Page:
Female Inmates Illegally Sterilized in California Prisons


When it comes to reproductive rights, women are often denied the freedom to make their own decisions. While laws banning abortion and limiting birth control might be common, it's still shocking to hear that women were forcibly and illegally sterilized in California prisons as recent as 2010.  An alarming report from the Center of Investigative Reporting revealed that two women's prisons in California signed nearly 150 pregnant women up for permanent sterilization to be performed after they gave birth, without following the required state approval procedure.

At least 148 women at the California Institution for Women in Corona and Valley State Prison for Women in Chowchilla received tubal ligation, a surgical procedure for permanent sterilization in which a woman's fallopian tubes are closed. Claiming that they were trying to help women who faced health risks in future pregnancies because of past Caesarean sections, doctors reportedly coerced female inmates into getting the procedure. The doctors targeted pregnant women whom they felt were likely to return to the prison in the future.

The women in these prisons weren't even informed that they had a choice; instead they were harassed by doctors who failed to explain the medical necessity. Some doctors even went as far as pressuring an inmate while she was "sedated and strapped to a surgical table for a C-section," as in the case of Kimberly Jeffrey, a former inmate. It's against the law to pressure a female inmate to have the procedure during labor, but doctors went ahead and managed to convince many women who weren't aware that they had the right to say no and who now regret having the surgery.

As it is illegal to use federal funding for such a procedure, the California prisons used state funds instead. Since 1994, the procedure has required approval from top medical officials in Sacramento on a case-by-case basis. However, no tubal ligation requests were presented to the health care committee responsible for approving such restricted surgeries, according to Dr. Ricki Barnett, who tracks medical services and costs for the California Prison Health Care Receivership Corp.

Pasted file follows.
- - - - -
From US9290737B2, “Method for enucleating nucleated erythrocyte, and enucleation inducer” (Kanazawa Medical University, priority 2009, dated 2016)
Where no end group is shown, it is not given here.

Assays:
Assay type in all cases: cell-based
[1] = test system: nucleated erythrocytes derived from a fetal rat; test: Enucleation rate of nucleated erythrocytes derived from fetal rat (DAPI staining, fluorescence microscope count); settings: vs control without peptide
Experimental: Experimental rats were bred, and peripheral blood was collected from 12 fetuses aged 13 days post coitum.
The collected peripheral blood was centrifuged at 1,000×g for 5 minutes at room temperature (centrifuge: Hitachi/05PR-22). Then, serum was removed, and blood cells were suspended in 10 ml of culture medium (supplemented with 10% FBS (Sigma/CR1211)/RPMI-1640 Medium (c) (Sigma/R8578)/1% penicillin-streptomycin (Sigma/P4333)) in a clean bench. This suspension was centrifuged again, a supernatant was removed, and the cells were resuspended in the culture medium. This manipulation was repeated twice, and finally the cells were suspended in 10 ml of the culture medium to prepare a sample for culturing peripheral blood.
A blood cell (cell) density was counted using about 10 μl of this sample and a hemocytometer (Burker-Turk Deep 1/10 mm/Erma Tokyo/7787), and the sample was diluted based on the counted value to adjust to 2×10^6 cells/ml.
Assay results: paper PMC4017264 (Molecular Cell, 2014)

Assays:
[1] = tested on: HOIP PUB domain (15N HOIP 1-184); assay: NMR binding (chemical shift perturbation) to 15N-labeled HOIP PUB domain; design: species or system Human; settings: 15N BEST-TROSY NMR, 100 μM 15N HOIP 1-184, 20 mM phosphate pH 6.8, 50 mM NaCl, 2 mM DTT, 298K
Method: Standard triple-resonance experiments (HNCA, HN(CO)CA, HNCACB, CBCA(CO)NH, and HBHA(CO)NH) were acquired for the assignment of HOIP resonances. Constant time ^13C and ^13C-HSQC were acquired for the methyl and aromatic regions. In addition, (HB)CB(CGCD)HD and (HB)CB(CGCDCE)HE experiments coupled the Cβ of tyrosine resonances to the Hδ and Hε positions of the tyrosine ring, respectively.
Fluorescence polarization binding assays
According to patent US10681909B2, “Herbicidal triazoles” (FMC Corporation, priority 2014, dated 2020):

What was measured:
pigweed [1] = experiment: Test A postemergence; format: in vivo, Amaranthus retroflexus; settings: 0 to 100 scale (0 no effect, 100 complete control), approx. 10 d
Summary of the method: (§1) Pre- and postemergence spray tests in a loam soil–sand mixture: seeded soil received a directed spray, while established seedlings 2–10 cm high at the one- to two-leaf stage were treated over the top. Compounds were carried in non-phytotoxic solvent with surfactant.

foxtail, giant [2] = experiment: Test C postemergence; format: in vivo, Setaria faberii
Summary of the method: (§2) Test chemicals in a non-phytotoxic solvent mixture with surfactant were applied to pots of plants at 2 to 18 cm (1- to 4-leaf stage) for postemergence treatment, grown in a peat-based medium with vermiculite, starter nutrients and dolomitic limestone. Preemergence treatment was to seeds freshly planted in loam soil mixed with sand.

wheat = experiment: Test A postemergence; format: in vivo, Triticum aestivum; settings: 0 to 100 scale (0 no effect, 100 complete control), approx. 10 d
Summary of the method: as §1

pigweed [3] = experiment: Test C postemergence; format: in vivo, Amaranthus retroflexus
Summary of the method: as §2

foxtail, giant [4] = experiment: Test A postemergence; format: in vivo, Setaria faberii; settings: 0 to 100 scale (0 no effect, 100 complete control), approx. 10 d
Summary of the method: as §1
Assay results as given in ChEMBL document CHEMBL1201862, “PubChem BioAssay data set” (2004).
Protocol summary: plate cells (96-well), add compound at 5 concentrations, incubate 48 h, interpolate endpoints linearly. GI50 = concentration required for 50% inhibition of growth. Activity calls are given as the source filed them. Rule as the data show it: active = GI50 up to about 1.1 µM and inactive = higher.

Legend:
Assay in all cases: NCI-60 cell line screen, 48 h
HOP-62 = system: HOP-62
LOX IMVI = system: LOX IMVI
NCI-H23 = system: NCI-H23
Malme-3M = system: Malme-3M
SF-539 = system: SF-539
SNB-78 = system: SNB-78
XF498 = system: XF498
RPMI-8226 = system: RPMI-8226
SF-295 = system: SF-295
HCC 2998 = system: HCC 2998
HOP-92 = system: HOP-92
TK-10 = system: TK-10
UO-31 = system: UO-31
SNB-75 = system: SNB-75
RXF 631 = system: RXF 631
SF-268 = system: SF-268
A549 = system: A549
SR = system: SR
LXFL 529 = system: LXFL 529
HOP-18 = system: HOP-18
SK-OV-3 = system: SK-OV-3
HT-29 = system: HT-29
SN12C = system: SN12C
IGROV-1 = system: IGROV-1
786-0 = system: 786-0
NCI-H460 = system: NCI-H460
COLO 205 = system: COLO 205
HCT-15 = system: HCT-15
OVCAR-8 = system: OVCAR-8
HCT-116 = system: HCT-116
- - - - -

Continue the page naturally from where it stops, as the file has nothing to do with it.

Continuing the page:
From 1997 to 2010, the state paid doctors almost $150,000 to perform the procedures. When interviewed, Valley State Prison's OB-GYN, Dr. James Heinrich, denied pressuring the inmates and dismissed the amount of money as minimal, saying, "Over a 10-year period, that isn't a huge amount of money compared to what you save in welfare paying for these unwanted children — as they procreated more."

Dr. Heinrich talks about the inmates as if they were less than human, and it's especially wrong for him to refer to any future children as "unwanted," implying that these women don't know what's best for them. Former Valley State prison inmate Crystal Nguyen, upon overhearing medical staff pressuring pregnant inmates, stated, "Do they think they're animals, and they don't want them to breed anymore?"

Sadly, when it comes to reproductive rights, women are often treated like animals. Their opinions are neglected while the government sees fit to decide what should be done on matters like abortion, parenthood, birth control, and in this case, forced sterilization.

Not only are these tubal procedures unethical, but they're also blatantly illegal, and could spark numerous lawsuits. Such procedures are reminiscent of California's troubling history of eugenics, a practice that once impacted the poor, the disabled, minorities, and the mentally ill. One would expect forced sterilization to be a thing of the past or something only affecting developing countries, not an issue that could still concern American women.